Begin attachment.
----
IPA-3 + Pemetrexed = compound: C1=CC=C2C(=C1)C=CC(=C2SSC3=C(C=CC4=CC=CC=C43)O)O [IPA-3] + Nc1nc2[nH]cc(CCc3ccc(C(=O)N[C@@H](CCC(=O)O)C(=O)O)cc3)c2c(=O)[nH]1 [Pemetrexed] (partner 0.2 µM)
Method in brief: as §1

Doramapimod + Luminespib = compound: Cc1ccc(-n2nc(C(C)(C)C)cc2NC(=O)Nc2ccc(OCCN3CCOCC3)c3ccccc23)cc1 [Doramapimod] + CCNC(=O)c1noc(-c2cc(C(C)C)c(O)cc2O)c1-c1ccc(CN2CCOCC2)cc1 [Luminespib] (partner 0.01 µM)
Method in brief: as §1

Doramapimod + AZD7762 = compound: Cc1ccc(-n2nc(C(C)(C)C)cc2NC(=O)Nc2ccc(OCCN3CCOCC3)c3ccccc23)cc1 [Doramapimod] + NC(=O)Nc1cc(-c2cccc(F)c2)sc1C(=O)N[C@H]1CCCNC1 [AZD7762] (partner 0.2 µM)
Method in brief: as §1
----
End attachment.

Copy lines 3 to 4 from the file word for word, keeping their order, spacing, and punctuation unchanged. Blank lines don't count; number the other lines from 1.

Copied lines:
Doramapimod + Luminespib = compound: Cc1ccc(-n2nc(C(C)(C)C)cc2NC(=O)Nc2ccc(OCCN3CCOCC3)c3ccccc23)cc1 [Doramapimod] + CCNC(=O)c1noc(-c2cc(C(C)C)c(O)cc2O)c1-c1ccc(CN2CCOCC2)cc1 [Luminespib] (partner 0.01 µM)
Method in brief: as §1